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Education, outreach increases kidney transplant referrals from dialysis facilities

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Holly Korschun

Georgia has the lowest kidney transplant rates in the United States and significant racial disparities in transplantation. An educational and outreach program in Georgia dialysis centers in 2014 resulted in a 75 percent increase in referrals for kidney transplant evaluation, with the greatest increase among black patients.

The results will be published on Oct. 14 in the Journal of the American Society of Nephrology. Rachel Patzer, PhD, MPH, assistant professor of surgery at Emory University School of Medicine, was first author, and Stephan Pastan, MD, Emory professor of medicine (nephrology), was senior author.

The program was part of a randomized pragmatic trial conducted in 134 Georgia dialysis facilities treating a total of more than 9,000 patients with end stage renal disease (ESRD) in more than one-third of all dialysis facilities in the state. Patients were randomized to either an intervention group or a control group with standard practice but no intervention.

In the intervention group, the percentage of black patients with ESRD who were referred for transplant evaluation increased from 10 percent to 16 percent over the one-year period. In the control group, referrals decreased among black patients from 11.8 percent to 10 percent. Among white kidney failure patients, the percentage of patients referred for transplant in the intervention facilities increased from 9.6 percent to 10.6 percent, and decreased from 7.8 percent to 7 percent in control facilities.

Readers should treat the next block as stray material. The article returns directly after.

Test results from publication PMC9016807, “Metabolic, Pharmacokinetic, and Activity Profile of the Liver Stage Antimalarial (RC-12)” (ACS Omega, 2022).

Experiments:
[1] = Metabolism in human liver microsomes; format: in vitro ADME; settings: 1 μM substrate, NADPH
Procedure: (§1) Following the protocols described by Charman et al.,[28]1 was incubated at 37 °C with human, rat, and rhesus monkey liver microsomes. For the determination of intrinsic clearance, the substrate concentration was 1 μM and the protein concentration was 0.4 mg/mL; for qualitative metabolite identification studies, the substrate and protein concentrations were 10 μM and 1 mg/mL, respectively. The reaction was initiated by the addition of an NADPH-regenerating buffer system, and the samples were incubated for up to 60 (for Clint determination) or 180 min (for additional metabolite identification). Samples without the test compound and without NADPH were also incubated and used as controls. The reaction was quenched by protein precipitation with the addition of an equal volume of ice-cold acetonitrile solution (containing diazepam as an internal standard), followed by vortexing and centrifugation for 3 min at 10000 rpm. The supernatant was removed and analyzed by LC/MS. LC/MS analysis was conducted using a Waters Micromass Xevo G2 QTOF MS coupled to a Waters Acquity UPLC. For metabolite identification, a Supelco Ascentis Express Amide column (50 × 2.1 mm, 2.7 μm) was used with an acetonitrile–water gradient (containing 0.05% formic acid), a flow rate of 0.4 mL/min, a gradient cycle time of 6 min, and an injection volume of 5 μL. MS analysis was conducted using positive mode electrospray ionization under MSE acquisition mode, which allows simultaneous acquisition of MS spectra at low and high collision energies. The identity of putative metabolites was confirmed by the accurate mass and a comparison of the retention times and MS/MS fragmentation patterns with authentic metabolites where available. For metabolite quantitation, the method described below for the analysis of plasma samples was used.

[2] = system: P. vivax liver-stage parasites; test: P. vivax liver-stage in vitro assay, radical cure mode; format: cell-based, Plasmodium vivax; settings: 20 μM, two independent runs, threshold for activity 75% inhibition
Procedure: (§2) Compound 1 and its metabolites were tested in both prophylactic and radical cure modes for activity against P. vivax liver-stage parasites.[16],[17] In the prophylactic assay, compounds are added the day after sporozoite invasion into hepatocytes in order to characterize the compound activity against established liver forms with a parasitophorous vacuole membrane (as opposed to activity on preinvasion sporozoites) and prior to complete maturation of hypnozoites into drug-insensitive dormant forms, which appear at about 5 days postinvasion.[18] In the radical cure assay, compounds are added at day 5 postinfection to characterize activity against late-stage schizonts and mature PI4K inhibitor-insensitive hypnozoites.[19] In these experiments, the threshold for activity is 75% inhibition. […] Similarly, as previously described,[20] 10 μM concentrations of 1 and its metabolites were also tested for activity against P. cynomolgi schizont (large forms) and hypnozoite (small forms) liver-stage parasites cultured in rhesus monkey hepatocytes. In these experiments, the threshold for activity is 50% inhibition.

The study, named Reducing Disparities in Access to kidney Transplantation Community Study (RaDIANT), was a multicomponent intervention designed to increase referral of patients on dialysis for transplant evaluation. In December 2013 the research team selected dialysis facilities with either low transplant referral or racial disparities in referral. The intervention, conducted from January to December 2014, included transplant education and engagement activities targeting dialysis facility leadership, staff and patients. These included talks at dialysis centers by former patients, and educational webinars for clinical staff about common barriers faced by patients and potential solutions.

Long-standing research shows that black patients are less likely than white patients to receive a kidney transplant. The researchers note that although many modifiable barriers leading to racial disparities exist before patients are waitlisted for transplant, few interventions have been conducted to reduce disparities in the early steps of the transplant process.

"This work could not have been done without our committed group of academic and community partners in our Southeastern Kidney Transplant Coalition, says Patzer. "The multicomponent educational and outreach intervention that our Coalition developed together substantially improved kidney transplant referral and reduced racial disparity, and we are working to adapt it for use by other ESRD networks and other members of the kidney community."

Longer-term follow-up is needed to confirm whether the RaDIANT Community Study helped to reduce disparities in subsequent access to kidney transplantation, the authors say.

Study co-authors included Sudeshna Paul, PhD, Laura Plantinga, PhD, Jennifer Gander, PhD, Leighann Sauls, RN, CDN, Jenna Krisher, Laura Mulloy, DO, Eric M. Gibney, MD, Teri Browne, PhD, MSW, Carlos F. Zayas, MD, William M. McClellan, MD, MPH, and Kimberly Jacob Arriola, PhD.

Dr. Pastan is a minority shareholder in Fresenius College Park Dialysis, College Park, Ga. The authors acknowledge the assistance of the Southeastern Kidney Council, Inc., and the Centers for Medicare & Medicaid Services (CMS) in providing data that made this research possible. The RaDIANT study was funded in part by the National Institute of Minority Health and Health Disparities award R24MD008077.

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